Who hasn’t heard of luck charms? Mention a rabbit’s foot or a horseshoe nailed over the door and our minds make an immediate association to luck. These symbols of good fortune come in all shapes and sizes, are made of all manner of materials, and represent generic or personal beliefs. For the next few days, I’ll be delving into these interesting and curious symbols.
For fun one night, my husband and I went to a local bingo game (first and last time. People take it far too seriously. lol). All around us were players with luck charms of all sorts piled on top of their bingo games. I saw everything from bobble-head devils and rabbit feet to Smurfs and angels. Why do people like luck charms? I suspect they’re just a fun way to believe there are good forces working on our side in an existence that’s filled with curve balls. From simple to wacky, I enjoy them for the symbols they are.
When I was a teen, my mother had occasion to go to Italy. I’d asked that she bring back a cornicello. (It has nothing to do with corn or cellos) I still have it. It’s a little luck charm in the shape of a horn made of red coral. Thousands of years before the onset of Christianity, the horn was worn on behalf of the goddess in all her aspects in the hope she’d shine a little good fortune your way. I’ve read the cornicello, or cornuto/corno, as the horn is sometimes called, has ties to the Celts. It makes sense if you know the Celts were all over Europe, and parts of Asia and Africa and not just on the British Isles. This amulet is a popular talisman in southern Italy and is supposed to bring good luck. My grandfather came from Sicily so I figured the charm was a nice nod to the old country.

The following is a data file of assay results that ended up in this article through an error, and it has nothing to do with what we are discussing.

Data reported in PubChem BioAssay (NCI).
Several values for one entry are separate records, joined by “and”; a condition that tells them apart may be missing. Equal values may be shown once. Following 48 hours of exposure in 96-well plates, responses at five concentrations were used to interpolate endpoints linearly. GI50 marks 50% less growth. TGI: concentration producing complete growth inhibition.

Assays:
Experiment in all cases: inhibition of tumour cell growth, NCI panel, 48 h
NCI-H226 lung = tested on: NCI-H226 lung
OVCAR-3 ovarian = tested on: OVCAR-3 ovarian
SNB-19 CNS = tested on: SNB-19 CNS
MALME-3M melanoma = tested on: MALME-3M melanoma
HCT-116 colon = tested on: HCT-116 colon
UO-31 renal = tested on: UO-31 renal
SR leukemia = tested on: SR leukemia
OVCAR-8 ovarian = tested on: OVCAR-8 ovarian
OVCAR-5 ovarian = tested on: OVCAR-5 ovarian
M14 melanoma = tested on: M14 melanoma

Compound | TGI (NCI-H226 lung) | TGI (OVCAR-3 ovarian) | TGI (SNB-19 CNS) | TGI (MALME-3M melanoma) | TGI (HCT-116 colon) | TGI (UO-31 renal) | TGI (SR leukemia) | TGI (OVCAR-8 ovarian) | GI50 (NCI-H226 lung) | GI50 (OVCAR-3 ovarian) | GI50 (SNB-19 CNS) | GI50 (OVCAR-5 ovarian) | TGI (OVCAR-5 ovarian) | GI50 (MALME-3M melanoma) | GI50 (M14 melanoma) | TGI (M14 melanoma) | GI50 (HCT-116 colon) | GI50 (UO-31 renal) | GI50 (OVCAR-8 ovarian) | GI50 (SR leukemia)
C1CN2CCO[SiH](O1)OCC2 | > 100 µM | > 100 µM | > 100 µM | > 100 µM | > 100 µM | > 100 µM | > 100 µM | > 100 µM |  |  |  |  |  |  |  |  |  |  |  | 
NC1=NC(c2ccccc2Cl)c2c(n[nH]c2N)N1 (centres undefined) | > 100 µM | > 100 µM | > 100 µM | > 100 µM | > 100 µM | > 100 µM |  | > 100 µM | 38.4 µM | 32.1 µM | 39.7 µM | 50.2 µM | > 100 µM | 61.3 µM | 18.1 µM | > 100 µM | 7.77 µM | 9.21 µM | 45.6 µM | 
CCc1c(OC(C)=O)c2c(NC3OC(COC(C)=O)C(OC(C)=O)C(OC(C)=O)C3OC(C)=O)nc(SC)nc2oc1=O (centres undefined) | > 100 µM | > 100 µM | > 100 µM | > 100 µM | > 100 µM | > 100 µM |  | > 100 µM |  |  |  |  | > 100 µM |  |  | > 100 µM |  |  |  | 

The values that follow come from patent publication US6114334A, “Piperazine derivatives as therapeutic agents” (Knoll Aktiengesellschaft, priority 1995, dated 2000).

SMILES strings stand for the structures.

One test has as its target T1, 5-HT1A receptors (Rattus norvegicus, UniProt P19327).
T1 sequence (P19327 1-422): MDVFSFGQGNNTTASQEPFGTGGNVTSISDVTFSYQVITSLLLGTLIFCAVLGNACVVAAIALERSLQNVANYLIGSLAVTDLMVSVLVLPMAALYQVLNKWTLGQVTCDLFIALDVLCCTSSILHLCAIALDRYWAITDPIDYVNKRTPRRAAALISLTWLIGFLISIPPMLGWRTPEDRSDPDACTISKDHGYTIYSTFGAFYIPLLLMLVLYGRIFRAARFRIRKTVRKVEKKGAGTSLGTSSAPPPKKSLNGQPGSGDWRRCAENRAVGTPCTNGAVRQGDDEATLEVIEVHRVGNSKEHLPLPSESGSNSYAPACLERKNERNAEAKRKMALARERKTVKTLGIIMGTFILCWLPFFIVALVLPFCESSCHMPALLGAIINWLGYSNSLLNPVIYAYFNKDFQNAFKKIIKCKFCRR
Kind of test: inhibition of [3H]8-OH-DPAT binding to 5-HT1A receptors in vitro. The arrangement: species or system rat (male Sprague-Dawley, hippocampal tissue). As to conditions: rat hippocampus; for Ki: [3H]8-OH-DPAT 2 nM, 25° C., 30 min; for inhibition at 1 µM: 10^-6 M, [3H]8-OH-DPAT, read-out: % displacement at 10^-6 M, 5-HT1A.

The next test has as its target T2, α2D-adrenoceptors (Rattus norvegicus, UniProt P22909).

As teen, I used to wear mine on a silver chain strung alongside my mano cornuto — another Italian charm. Those curious little charms come in a range of styles, mine is basically a small silver fist with the first and pinky fingers extended. The idea here is — upright it’s supposed to look like a devil’s head with horns sticking up. Now before you peg me as an Illuminati or witch or some such thing I’m not, the little hand is worn upside down and therefore works as an apotropaic luck charm (from the Greek apotropaios meaning averting evil.) Upside-down is often interpreted as the opposite of something. In Italy they’re also known as a malocchio or mal occhio (Latin for bad eye).
What is that exactly? Well, it’s the evil eye — just about every negative or malicious thought anyone can glare your way from envy to death wishes. Luck charms like these protect against the evil eye. As mentioned above, the Maloccio comes from Italy, but it was known as oculus malus among the Ancient Romans. The evil eye belief is found all over the world. In Scotland it’s known as the droch shuil. In France it’s the mauvais oeil. In Germany, the evil eye is called the bösen Blick. And it’s known as ayin harsha in Arabic, and ayin horeh in Hebrew. If you’ve ever seen blue eyes made of glass on pendants, beads, rings, etc, you’re looking at an apotropaic luck charm to keep the evil eye away.
Every Christmas for years now, I give an apotropaic luck charm to my friends on a card explaining where it comes from in the world and what it symbolizes. I call them wishes — an intentional wish for my friends to have good health, prosperity, vitality, happiness…you get the picture.
Tomorrow ~ More!
Another 100 Things Blogging Challenge! For 100 days, I’ll post something from my chosen topic: Words on the Verge of Extinction. There are 71 entries to come.
Here’s one for today:
Bimarian (adjective 1731)
pertaining to two seas
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People really take their evil eyes seriously. We can’t keep them in stock here in Texas. Just like prayer, I think this is another way we humans ask for help from our guides, angels, and unseen helpers.
Perhaps because we like to think we’re not just a cork bobbing along on the stream of life. It’s a very old old symbol. I wonder why it’s blue. Is your shop online?
Rose…you constantly amaze me with your knowledge in general, but best of all you relate it to living in this sometimes cruel world, and in terms ordinary people can understand.
Oh Mike, what a nice compliment. Thank you.